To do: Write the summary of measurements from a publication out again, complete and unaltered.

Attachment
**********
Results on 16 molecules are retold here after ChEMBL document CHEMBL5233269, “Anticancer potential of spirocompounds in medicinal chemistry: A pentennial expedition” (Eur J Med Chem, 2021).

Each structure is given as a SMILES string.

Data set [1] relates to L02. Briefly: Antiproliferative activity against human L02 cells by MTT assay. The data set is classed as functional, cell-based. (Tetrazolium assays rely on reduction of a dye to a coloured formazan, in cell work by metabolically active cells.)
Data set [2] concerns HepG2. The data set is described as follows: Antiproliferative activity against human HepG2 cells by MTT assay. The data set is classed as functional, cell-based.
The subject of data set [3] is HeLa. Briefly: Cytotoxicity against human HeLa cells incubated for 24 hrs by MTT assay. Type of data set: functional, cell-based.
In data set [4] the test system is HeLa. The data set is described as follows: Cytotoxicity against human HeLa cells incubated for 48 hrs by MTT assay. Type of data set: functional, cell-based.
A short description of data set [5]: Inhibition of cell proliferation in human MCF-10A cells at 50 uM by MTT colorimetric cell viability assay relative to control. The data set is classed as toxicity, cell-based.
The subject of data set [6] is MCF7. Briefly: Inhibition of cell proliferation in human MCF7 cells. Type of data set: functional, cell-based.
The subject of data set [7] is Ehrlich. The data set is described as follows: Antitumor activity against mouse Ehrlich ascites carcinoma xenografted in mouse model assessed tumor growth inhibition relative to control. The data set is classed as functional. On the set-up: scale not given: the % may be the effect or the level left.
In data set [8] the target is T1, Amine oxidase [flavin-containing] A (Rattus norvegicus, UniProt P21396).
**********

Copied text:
Results on 16 molecules are retold here after ChEMBL document CHEMBL5233269, “Anticancer potential of spirocompounds in medicinal chemistry: A pentennial expedition” (Eur J Med Chem, 2021).

Each structure is given as a SMILES string.

Data set [1] relates to L02. Briefly: Antiproliferative activity against human L02 cells by MTT assay. The data set is classed as functional, cell-based. (Tetrazolium assays rely on reduction of a dye to a coloured formazan, in cell work by metabolically active cells.)
Data set [2] concerns HepG2. The data set is described as follows: Antiproliferative activity against human HepG2 cells by MTT assay. The data set is classed as functional, cell-based.
The subject of data set [3] is HeLa. Briefly: Cytotoxicity against human HeLa cells incubated for 24 hrs by MTT assay. Type of data set: functional, cell-based.
In data set [4] the test system is HeLa. The data set is described as follows: Cytotoxicity against human HeLa cells incubated for 48 hrs by MTT assay. Type of data set: functional, cell-based.
A short description of data set [5]: Inhibition of cell proliferation in human MCF-10A cells at 50 uM by MTT colorimetric cell viability assay relative to control. The data set is classed as toxicity, cell-based.
The subject of data set [6] is MCF7. Briefly: Inhibition of cell proliferation in human MCF7 cells. Type of data set: functional, cell-based.
The subject of data set [7] is Ehrlich. The data set is described as follows: Antitumor activity against mouse Ehrlich ascites carcinoma xenografted in mouse model assessed tumor growth inhibition relative to control. The data set is classed as functional. On the set-up: scale not given: the % may be the effect or the level left.
In data set [8] the target is T1, Amine oxidase [flavin-containing] A (Rattus norvegicus, UniProt P21396).